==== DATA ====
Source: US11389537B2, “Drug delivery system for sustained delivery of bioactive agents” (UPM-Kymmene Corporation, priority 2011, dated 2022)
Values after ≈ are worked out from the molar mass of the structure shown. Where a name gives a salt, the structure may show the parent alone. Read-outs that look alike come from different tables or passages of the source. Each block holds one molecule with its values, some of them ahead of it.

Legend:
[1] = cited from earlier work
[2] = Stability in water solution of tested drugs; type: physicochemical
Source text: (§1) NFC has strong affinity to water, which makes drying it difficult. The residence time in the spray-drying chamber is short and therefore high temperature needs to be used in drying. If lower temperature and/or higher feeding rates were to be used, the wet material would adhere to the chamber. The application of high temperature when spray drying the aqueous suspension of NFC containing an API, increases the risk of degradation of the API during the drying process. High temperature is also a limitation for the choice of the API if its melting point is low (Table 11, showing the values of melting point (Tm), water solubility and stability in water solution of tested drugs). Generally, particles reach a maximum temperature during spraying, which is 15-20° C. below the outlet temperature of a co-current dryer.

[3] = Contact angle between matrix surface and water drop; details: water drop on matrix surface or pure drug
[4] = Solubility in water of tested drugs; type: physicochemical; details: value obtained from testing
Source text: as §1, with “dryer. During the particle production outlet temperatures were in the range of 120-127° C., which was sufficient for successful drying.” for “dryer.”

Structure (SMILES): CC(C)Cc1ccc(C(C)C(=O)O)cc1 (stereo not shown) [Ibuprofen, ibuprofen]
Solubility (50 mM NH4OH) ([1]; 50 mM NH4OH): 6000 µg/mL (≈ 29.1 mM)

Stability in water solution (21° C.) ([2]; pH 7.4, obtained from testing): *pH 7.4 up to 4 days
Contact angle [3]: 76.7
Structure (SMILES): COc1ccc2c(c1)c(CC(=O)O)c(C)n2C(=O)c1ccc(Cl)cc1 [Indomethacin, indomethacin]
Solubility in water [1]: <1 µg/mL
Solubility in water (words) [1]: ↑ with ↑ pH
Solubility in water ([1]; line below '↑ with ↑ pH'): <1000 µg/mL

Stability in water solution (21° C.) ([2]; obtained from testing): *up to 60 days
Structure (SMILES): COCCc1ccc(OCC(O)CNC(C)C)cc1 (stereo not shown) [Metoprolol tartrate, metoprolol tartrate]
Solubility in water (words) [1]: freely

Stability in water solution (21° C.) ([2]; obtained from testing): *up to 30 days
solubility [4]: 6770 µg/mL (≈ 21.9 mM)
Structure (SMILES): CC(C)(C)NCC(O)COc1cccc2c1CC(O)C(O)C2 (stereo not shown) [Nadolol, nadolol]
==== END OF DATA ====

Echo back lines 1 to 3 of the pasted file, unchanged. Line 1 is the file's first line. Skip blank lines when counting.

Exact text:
Source: US11389537B2, “Drug delivery system for sustained delivery of bioactive agents” (UPM-Kymmene Corporation, priority 2011, dated 2022)
Values after ≈ are worked out from the molar mass of the structure shown. Where a name gives a salt, the structure may show the parent alone. Read-outs that look alike come from different tables or passages of the source. Each block holds one molecule with its values, some of them ahead of it.

Legend: